SMSF auditors should be maintaining streamlined audit files and ensuring they each contain key documents to meet any time demands placed on them in the event the ATO decides to conduct a review of their operations.
BDO Australia superannuation partner Shirley Schaefer emphasised the importance of auditors having key documents readily available for review as there is often a limited timeframe to provide documentation after the ATO has requested it.
“In terms of the request for information from a general practice documents perspective, the ATO is going to want to see a copy of your professional indemnity insurance policy, they’re going to want to see a copy of your continuing professional development records, your Australian Securities and Investments Commission registration and, of course, your ASQM1 auditing manual,” Schaefer told delegates at the SMSF Association Audit Day held today.
“Make sure you provide the full audit file to them, which includes all the audit plans, any work papers and any supporting documents. The ATO will select between three to six files to review and it’s based on these audit files that the [ATO] will determine whether or not you are meeting your obligations.”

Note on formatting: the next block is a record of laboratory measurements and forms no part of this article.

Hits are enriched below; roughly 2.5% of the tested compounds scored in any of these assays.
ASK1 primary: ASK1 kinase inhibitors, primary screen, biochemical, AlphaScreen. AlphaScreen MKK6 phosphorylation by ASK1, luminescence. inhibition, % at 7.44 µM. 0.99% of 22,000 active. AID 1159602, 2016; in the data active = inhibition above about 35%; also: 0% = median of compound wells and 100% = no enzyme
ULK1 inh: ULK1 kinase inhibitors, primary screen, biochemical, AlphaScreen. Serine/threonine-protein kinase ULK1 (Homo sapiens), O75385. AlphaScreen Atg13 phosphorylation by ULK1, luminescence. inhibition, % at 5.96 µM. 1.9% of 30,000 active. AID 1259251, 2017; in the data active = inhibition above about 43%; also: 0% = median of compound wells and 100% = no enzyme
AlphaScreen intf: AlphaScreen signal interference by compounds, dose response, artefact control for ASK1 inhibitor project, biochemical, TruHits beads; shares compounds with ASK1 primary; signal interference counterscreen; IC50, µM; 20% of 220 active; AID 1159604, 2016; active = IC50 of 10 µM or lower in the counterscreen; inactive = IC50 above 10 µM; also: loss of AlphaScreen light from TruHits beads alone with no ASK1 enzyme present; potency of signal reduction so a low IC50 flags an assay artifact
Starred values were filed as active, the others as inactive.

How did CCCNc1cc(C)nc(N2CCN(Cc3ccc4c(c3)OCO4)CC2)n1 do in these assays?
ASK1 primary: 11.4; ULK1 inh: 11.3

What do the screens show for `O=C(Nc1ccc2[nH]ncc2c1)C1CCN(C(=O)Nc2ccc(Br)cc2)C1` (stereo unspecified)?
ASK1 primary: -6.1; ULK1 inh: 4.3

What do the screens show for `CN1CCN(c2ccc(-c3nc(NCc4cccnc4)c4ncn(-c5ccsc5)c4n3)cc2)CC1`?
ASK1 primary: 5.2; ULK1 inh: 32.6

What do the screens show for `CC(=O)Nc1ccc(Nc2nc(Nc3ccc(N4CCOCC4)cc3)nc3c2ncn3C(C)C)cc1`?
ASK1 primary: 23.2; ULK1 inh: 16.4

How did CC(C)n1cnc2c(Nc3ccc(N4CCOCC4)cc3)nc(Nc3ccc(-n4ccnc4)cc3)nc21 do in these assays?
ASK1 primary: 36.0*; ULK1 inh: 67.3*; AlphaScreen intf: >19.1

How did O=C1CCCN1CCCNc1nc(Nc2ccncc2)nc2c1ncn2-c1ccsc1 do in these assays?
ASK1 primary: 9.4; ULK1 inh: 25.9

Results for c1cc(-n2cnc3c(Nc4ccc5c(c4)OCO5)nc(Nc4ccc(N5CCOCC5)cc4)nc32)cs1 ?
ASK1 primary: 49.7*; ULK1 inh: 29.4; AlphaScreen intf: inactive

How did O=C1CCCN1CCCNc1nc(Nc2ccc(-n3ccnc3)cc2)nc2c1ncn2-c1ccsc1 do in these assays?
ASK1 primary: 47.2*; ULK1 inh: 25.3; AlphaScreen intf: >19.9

She suggested adopting a ‘more is better’ approach in regards to providing documentation for review may not always be the most effective strategy and instead recommended maintaining a clean audit file that excludes irrelevant documents as a more prudent course of action.
“Make sure your files are clean, don’t include things that are not necessary, [however], make sure you include everything that is necessary to support your opinion. Having [documentation] in there that you don’t need is not a good thing,” she said.
“One of the common things we find is that auditors might include all of the bank statements for the entire year in the super fund, but have you looked at all of the bank statements? Have you checked whether the bank account has gone into overdraft at any time? The assumption is that if it’s in your file, you have looked at it and reviewed it.
“If you’re not using a document, if you’ve not reviewed a document, if it doesn’t help to support an opinion, take it out and get rid of it.
“I’ve never been a big believer in a fat file is a good file. Having said that, you do need to make sure that you have enough documentation.”